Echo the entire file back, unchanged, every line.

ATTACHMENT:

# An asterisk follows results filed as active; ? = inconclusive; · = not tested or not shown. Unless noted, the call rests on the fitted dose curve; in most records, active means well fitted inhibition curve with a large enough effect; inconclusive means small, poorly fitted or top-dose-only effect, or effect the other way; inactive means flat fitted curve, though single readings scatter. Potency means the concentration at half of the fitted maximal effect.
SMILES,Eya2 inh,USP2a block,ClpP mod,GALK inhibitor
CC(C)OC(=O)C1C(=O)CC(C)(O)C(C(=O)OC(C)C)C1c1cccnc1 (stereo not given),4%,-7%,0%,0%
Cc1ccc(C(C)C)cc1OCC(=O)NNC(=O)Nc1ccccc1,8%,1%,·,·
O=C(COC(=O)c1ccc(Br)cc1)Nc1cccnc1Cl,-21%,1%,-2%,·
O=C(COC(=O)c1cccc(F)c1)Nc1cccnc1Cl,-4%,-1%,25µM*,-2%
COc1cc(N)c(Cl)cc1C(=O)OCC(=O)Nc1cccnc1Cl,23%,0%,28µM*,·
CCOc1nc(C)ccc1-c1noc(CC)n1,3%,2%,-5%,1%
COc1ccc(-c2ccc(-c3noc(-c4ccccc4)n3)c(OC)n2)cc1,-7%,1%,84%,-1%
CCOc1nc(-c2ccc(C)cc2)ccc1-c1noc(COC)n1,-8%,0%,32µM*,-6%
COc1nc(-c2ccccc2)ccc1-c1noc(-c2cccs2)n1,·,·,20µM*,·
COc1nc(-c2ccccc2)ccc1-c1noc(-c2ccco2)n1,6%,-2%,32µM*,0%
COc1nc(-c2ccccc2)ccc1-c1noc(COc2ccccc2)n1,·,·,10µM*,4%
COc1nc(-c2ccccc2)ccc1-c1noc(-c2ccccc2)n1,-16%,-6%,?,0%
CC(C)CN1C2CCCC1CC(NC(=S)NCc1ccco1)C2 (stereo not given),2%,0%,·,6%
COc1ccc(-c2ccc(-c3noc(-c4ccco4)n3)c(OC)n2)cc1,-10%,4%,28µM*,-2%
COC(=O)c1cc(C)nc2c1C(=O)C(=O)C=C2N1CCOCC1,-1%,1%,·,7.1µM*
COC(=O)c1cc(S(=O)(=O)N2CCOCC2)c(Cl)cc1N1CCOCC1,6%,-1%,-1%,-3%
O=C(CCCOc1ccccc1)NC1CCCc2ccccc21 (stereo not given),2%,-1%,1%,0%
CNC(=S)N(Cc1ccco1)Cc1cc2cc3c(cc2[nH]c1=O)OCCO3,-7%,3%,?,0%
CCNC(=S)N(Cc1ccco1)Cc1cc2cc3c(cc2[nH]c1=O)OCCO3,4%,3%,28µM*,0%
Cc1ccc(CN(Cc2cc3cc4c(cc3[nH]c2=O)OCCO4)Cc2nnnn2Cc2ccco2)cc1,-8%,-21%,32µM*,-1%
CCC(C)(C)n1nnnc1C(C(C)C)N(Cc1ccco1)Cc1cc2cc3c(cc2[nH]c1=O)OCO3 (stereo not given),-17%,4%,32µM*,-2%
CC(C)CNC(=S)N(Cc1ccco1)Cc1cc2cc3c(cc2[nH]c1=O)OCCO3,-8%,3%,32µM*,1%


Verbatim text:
# An asterisk follows results filed as active; ? = inconclusive; · = not tested or not shown. Unless noted, the call rests on the fitted dose curve; in most records, active means well fitted inhibition curve with a large enough effect; inconclusive means small, poorly fitted or top-dose-only effect, or effect the other way; inactive means flat fitted curve, though single readings scatter. Potency means the concentration at half of the fitted maximal effect.
SMILES,Eya2 inh,USP2a block,ClpP mod,GALK inhibitor
CC(C)OC(=O)C1C(=O)CC(C)(O)C(C(=O)OC(C)C)C1c1cccnc1 (stereo not given),4%,-7%,0%,0%
Cc1ccc(C(C)C)cc1OCC(=O)NNC(=O)Nc1ccccc1,8%,1%,·,·
O=C(COC(=O)c1ccc(Br)cc1)Nc1cccnc1Cl,-21%,1%,-2%,·
O=C(COC(=O)c1cccc(F)c1)Nc1cccnc1Cl,-4%,-1%,25µM*,-2%
COc1cc(N)c(Cl)cc1C(=O)OCC(=O)Nc1cccnc1Cl,23%,0%,28µM*,·
CCOc1nc(C)ccc1-c1noc(CC)n1,3%,2%,-5%,1%
COc1ccc(-c2ccc(-c3noc(-c4ccccc4)n3)c(OC)n2)cc1,-7%,1%,84%,-1%
CCOc1nc(-c2ccc(C)cc2)ccc1-c1noc(COC)n1,-8%,0%,32µM*,-6%
COc1nc(-c2ccccc2)ccc1-c1noc(-c2cccs2)n1,·,·,20µM*,·
COc1nc(-c2ccccc2)ccc1-c1noc(-c2ccco2)n1,6%,-2%,32µM*,0%
COc1nc(-c2ccccc2)ccc1-c1noc(COc2ccccc2)n1,·,·,10µM*,4%
COc1nc(-c2ccccc2)ccc1-c1noc(-c2ccccc2)n1,-16%,-6%,?,0%
CC(C)CN1C2CCCC1CC(NC(=S)NCc1ccco1)C2 (stereo not given),2%,0%,·,6%
COc1ccc(-c2ccc(-c3noc(-c4ccco4)n3)c(OC)n2)cc1,-10%,4%,28µM*,-2%
COC(=O)c1cc(C)nc2c1C(=O)C(=O)C=C2N1CCOCC1,-1%,1%,·,7.1µM*
COC(=O)c1cc(S(=O)(=O)N2CCOCC2)c(Cl)cc1N1CCOCC1,6%,-1%,-1%,-3%
O=C(CCCOc1ccccc1)NC1CCCc2ccccc21 (stereo not given),2%,-1%,1%,0%
CNC(=S)N(Cc1ccco1)Cc1cc2cc3c(cc2[nH]c1=O)OCCO3,-7%,3%,?,0%
CCNC(=S)N(Cc1ccco1)Cc1cc2cc3c(cc2[nH]c1=O)OCCO3,4%,3%,28µM*,0%
Cc1ccc(CN(Cc2cc3cc4c(cc3[nH]c2=O)OCCO4)Cc2nnnn2Cc2ccco2)cc1,-8%,-21%,32µM*,-1%
CCC(C)(C)n1nnnc1C(C(C)C)N(Cc1ccco1)Cc1cc2cc3c(cc2[nH]c1=O)OCO3 (stereo not given),-17%,4%,32µM*,-2%
CC(C)CNC(=S)N(Cc1ccco1)Cc1cc2cc3c(cc2[nH]c1=O)OCCO3,-8%,3%,32µM*,1%